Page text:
Dáil debates

Thursday, 17 December 2020

Appropriation Bill 2020: Second and Subsequent Stages

 

2:00 pm

Matt Shanahan (Waterford, Independent) | Oireachtas source

The Minister referred to the importance of having this Bill passed before the end of the year. I am sure he will receive widespread support in that regard but not without reservation from many of us in the House. He highlighted the scale of spending this year and the facility to provide €10.8 billion in capital expenditure in 2021. That is a mind-boggling figure when one thinks of the past number of years when the State was trying to close the budget deficit gap from a couple of billion euro down to €1 billion or so and then down to €500 million. Before Covid came along, we were running a very tight ship. All of a sudden, in the year that is just ending and in the year to come, we are, and will be, borrowing very extensively. Deputy Shortall highlighted the difficulties that has brought in terms of making sure we are spending well and strategically, that we have good procurement procedures and that we are getting value for money.

There is no doubt that the Covid crisis sprang incredible surprises on our economy, on the healthcare sector, in particular, and on the Government. There were a lot of decisions to be made, many of which we probably would not make again if we were looking at them a second time around. It is interesting that Deputy Shortall highlighted the ventilators issue. I had some dealings with HSE procurement over the past year on behalf of companies that were looking to supply products and medicines to Covid supports. It was incredibly difficult to get any engagement at all from the HSE. During my time on the Special Committee on Covid-19 Response, I brought up the difficulty of trying to get access to key decision makers.

Deputy Shortall was alluding to people with commercial interests who were trying to make these contacts. I know many people who were trying to make these contacts because they had the interests of the country in mind and at heart, people who had widespread contacts in the Far East for the procurement of personal protective equipment, PPE, who offered their services and were not called upon. There are lessons to be learned about that.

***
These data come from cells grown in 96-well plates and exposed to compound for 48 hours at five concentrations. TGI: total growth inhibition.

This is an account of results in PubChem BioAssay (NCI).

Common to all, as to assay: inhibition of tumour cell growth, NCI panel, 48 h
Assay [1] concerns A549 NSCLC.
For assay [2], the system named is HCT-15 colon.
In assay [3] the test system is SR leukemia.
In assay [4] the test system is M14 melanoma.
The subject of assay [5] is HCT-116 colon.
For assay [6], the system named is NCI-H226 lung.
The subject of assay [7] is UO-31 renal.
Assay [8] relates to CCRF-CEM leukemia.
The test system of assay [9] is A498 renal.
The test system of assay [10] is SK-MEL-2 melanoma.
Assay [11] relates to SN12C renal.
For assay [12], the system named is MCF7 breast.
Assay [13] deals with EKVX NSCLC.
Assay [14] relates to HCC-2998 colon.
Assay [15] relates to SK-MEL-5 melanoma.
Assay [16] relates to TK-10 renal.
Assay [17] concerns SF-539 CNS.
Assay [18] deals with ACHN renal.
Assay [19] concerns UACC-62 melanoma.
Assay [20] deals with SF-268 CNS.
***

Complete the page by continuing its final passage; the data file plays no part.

We are also still going through the issues of Brexit, which are very significant for the country. One of the things that we know is that, whatever way the Brexit deal rolls out, we are going to have a very different relationship with the UK afterwards. We are certainly going to have some very significant transport issues. Within that we have seen the issues of the UK land bridge potentially being bypassed in trying to get direct access to the European Continent. Thankfully, services are going to start from Rosslare Europort through DFDS but I have not heard anything about Government capital supports for Rosslare Europort nor for the Port of Waterford, which is a bulk port. The south east has the fastest sea routes to the European Continent and I cannot understand why I am not hearing from Government about initiatives to support additional scaling of services from these ports. That is something that the Minister needs to incorporate in his planning.

On health planning, I brought up with the Tánaiste this morning and with the Taoiseach last week the issue of a second catheterization laboratory. I remind the Minister that we are now into the fourth calendar year in terms of the delivery of a €5 million capital spend. At present, we have been going through a four-month Office of Government Procurement review of a €5 million spend. I compare that with the decision that was made earlier this year to provide €350 million in surge capacity under a private hospital contract deal, a deal I believe that was brokered in less than three weeks.